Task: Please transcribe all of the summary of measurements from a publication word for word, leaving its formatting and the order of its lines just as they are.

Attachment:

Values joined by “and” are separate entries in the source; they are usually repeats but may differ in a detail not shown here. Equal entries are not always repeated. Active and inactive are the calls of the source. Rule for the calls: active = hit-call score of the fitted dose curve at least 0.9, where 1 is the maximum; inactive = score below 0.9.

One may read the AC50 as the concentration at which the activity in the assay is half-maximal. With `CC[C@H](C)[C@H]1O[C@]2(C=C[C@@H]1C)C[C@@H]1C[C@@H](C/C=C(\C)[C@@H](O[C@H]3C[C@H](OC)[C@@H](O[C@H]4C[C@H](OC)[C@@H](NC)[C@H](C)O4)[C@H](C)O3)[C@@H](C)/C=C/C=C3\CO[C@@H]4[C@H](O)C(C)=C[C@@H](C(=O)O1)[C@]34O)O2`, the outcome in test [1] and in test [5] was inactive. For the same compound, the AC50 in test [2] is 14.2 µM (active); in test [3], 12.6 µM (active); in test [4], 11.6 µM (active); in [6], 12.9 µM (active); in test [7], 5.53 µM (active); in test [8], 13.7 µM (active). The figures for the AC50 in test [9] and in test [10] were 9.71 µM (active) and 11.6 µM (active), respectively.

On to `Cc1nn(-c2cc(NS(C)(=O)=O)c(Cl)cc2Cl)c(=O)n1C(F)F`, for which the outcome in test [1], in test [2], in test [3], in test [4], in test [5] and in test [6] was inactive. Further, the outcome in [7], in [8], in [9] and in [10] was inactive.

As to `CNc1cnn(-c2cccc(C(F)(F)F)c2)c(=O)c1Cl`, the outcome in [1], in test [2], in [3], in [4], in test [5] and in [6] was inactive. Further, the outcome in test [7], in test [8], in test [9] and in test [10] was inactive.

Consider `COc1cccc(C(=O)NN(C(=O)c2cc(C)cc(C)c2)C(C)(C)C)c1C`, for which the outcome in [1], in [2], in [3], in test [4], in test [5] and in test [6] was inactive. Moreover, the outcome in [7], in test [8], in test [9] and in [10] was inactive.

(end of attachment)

Values joined by “and” are separate entries in the source; they are usually repeats but may differ in a detail not shown here. Equal entries are not always repeated. Active and inactive are the calls of the source. Rule for the calls: active = hit-call score of the fitted dose curve at least 0.9, where 1 is the maximum; inactive = score below 0.9.

One may read the AC50 as the concentration at which the activity in the assay is half-maximal. With `CC[C@H](C)[C@H]1O[C@]2(C=C[C@@H]1C)C[C@@H]1C[C@@H](C/C=C(\C)[C@@H](O[C@H]3C[C@H](OC)[C@@H](O[C@H]4C[C@H](OC)[C@@H](NC)[C@H](C)O4)[C@H](C)O3)[C@@H](C)/C=C/C=C3\CO[C@@H]4[C@H](O)C(C)=C[C@@H](C(=O)O1)[C@]34O)O2`, the outcome in test [1] and in test [5] was inactive. For the same compound, the AC50 in test [2] is 14.2 µM (active); in test [3], 12.6 µM (active); in test [4], 11.6 µM (active); in [6], 12.9 µM (active); in test [7], 5.53 µM (active); in test [8], 13.7 µM (active). The figures for the AC50 in test [9] and in test [10] were 9.71 µM (active) and 11.6 µM (active), respectively.

On to `Cc1nn(-c2cc(NS(C)(=O)=O)c(Cl)cc2Cl)c(=O)n1C(F)F`, for which the outcome in test [1], in test [2], in test [3], in test [4], in test [5] and in test [6] was inactive. Further, the outcome in [7], in [8], in [9] and in [10] was inactive.

As to `CNc1cnn(-c2cccc(C(F)(F)F)c2)c(=O)c1Cl`, the outcome in [1], in test [2], in [3], in [4], in test [5] and in [6] was inactive. Further, the outcome in test [7], in test [8], in test [9] and in test [10] was inactive.

Consider `COc1cccc(C(=O)NN(C(=O)c2cc(C)cc(C)c2)C(C)(C)C)c1C`, for which the outcome in [1], in [2], in [3], in test [4], in test [5] and in test [6] was inactive. Moreover, the outcome in [7], in test [8], in test [9] and in [10] was inactive.